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Wednesday, February 26, 2020

15 adjectives to describe a place



Alive

full of emotion and excitement:

Bustling

full of busy activity:

Calm

free from stress:

Charming

very pleasing and attractive:

Cosmopolitan

including people from different countries:

Enchanting

very interesting and attractive:

Fascinating

extremely interesting and attractive:

Fresh

new and therefore interesting or exciting:

Homey

pleasant and comfortable like home:

Inspiring

Making you feel you want to do or create something:

Lively

full of life and energy:

Peaceful

Quiet and calm:

Picturesque

(of a place) Attractive in appearance:

Unspoiled

beautiful because it has not been changed by people:

Vibrant

energetic and exciting:

Monday, February 24, 2020

Learn 600 of the Most Important English Nouns



The 600 nouns in this list are part of Charles K. Ogden's compilation of 850 words, which he released in 1930 with the book "Basic English: A General Introduction with Rules and Grammar." This list is an excellent starting point for building up vocabulary to converse fluently in English.

While this list is helpful for a strong beginning, more advanced vocabulary building will help you improve your English.

1. account
2. act
4. adjustment
5. advertisement
6. agreement
7. air
8. amount
9. amusement
10. animal
11. answer
12. apparatus
13. approval
14. argument
15. art
16. attack
17. attempt
18. attention
19. attraction
20. authority
21. back
22. balance
23. base
24. behavior
25. belief
26. birth
27. bit
28. bite
29. blood
30. blow
31. body
32. brass
33. bread
34. breath
35. brother
36. building
37. burn
38. burst
39. business
40. butter
41. canvas
42. care
43. cause
44. chalk
45. chance
46. change
47. cloth
48. coal
49. color
50. comfort
51. committee
52. company
53. comparison
54. competition
55. condition
56. connection
57. control
58. cook
59. copper
60. copy
61. cork
62. copy
63. cough
64. country
65. cover
66. crack
67. credit
68. crime
69. crush
70. cry
71. current
72. curve
73. damage
74. danger
75. daughter
76. day
77. death
78. debt
79. decision
80. degree
81. design
82. desire
83. destruction
84. detail
85. development
86. digestion
87. direction
88. discovery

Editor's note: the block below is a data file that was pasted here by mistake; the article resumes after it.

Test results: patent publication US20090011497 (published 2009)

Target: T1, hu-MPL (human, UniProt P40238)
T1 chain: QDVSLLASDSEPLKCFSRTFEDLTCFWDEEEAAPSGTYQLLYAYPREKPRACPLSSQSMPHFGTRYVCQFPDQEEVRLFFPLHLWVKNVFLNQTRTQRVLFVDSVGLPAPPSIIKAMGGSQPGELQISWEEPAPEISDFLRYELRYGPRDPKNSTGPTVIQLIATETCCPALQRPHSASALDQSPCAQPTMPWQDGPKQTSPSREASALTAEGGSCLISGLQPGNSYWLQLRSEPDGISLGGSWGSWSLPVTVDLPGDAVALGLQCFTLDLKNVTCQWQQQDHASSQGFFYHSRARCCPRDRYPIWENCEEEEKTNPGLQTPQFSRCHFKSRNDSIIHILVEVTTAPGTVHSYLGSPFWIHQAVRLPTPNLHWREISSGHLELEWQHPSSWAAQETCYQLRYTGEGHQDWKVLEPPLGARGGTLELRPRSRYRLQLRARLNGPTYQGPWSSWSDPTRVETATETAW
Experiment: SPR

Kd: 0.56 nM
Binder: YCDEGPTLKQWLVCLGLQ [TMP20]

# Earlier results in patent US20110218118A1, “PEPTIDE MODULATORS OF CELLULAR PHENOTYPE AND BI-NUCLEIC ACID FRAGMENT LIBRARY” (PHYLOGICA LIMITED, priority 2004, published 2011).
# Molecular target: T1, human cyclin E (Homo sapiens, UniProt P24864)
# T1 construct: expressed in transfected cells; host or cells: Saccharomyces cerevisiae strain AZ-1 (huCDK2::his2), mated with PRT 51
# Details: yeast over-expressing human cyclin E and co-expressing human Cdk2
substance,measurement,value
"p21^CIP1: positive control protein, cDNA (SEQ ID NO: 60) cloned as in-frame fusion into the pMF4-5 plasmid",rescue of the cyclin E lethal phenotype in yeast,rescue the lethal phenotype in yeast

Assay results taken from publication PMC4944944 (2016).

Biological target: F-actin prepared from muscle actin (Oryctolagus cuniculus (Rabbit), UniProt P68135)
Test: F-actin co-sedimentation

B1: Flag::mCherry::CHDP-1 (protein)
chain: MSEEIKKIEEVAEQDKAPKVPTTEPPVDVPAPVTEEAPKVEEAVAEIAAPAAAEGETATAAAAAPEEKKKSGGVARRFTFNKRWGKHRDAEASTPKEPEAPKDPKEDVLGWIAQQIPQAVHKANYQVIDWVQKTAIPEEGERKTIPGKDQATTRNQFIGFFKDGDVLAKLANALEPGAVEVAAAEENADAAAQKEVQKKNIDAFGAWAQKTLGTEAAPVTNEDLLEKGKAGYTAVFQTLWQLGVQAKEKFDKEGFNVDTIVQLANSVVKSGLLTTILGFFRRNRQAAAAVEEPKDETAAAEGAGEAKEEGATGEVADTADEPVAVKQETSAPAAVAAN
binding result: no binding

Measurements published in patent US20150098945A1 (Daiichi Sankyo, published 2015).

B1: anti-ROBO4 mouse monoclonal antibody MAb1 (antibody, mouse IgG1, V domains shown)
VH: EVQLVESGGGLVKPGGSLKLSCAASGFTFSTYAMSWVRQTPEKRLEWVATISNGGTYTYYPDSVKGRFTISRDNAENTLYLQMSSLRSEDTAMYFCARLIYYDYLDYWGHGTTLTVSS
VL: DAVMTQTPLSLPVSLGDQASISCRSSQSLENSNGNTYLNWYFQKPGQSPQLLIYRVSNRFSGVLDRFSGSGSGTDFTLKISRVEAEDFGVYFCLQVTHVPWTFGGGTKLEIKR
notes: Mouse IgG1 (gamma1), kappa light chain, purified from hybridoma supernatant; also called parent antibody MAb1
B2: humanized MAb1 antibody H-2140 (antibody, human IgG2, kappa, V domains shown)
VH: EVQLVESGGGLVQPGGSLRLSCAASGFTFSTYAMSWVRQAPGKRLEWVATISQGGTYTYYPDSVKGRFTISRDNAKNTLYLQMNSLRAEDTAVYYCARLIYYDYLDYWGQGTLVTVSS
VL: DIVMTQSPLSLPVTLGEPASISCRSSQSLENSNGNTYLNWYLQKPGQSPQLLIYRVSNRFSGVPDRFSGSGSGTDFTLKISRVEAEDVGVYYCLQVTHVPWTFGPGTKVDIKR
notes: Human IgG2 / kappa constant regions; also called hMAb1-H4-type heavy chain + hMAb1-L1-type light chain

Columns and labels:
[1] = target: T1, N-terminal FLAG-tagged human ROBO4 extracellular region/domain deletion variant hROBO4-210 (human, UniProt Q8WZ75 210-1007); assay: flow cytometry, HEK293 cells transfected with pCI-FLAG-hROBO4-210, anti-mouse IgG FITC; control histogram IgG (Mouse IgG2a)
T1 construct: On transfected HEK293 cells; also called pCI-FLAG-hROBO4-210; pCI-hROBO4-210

89. discussion
90. disease
91. disgust
92. distance
93. distribution
94. division
95. doubt
96. drink
97. driving
98. 
dust
99. earth
100. edge
101. education
102. effect
103. end
104. error
105. event
106. example
107. exchange
108. existence
109. expansion
110. experience
111. expert
112. fact
113. fall
114. family
115. father
116. fear
117. feeling
118. fiction
119. field
120. fight
121. fire
122. flame
123. flight
124. flower
125. fold
126. food
127. force
128. form
129. friend
130. front
131. fruit
132. glass
133. gold
134. government
135. grain
136. grass
137. grip
138. group
139. growth
140. guide
141. harbor
142. harmony
143. hate
144. hearing
145. heat
146. help
147. history
148. hole
149. hope
150. hour
151. humor
152. ice
153. idea
154. impulse
155. increase
156. industry
157. ink
158. insect
159. instrument
160. insurance
161. interest
162. invention
163. iron
164. jelly
165. join
166. journey
167. judge
168. jump
169. kick
170. kiss
171. knowledge
172. land
173. language
174. laugh
175. low
176. lead
177. learning
178. leather
179. letter
180. level
181. lift
182. light
183. limit
184. linen
185. liquid
186. list
187. look
188. loss
189. love
190. machine
191. man
192. manager
193. mark
194. market
195. mass
196. 
meal
197. measure
198. meat
199. meeting
200. memory
201. metal
202. middle
203. milk
204. mind
205. mine
206. minute
207. mist
208. money
209. month
210. morning
211. mother
212. motion
213. mountain
214. move
215. music
216. name
217. nation
218. need
219. news
220. night
221. noise
222. note
223. number
224. observation
225. offer
226. oil
227. operation
228. opinion
229. order
230. organization
231. ornament
232. owner
233. page
234. pain
235. paint
236. paper
237. part
238. paste
239. payment
240. peace
241. person
242. place
243. plant
244. play
245. pleasure
246. point
247. poison
248. polish
249. porter
250. position
251. powder
252. power
253. price
254. print
255. process
256. produce
257. profit
258. property
259. prose
260. protest
261. pull
262. punishment
263. purpose
264. push
265. quality
266. question
267. rain
268. range
269. rate
270. ray
271. reaction
272. reading
273. reason
274. record
275. regret
276. relation
277. religion
278. representative
279. request
280. respect
281. rest
282. reward
283. rhythm
284. rice
285. river
286. road
287. roll
288. room
289. rub
290. rule
291. run
292. salt
293. sand
294. scale
295. 
science
296. sea
297. seat
298. secretary
299. selection
300. self
301. sense
302. servant
303. sex
304. shade
305. shake
306. shame
307. shock
308. side
309. sign
310. silk
311. silver
312. sister
313. size
314. sky
315. sleep
316. slip
317. slope
318. smash
319. smell
320. smile
321. smoke
322. sneeze
323. snow
324. soap
325. society
326. son
327. song
328. sort
329. sound
330. soup
331. space
332. stage
333. start
334. statement
335. steam
336. steel
337. step
338. stitch
339. stone
340. stop
341. story
342. stretch
343. structure
344. substance
345. sugar
346. suggestion
347. summer
348. support
349. surprise
350. swim
351. system
352. talk
353. taste
354. tax
355. teaching
356. tendency
357. test
358. theory
359. thing
360. thought
361. thunder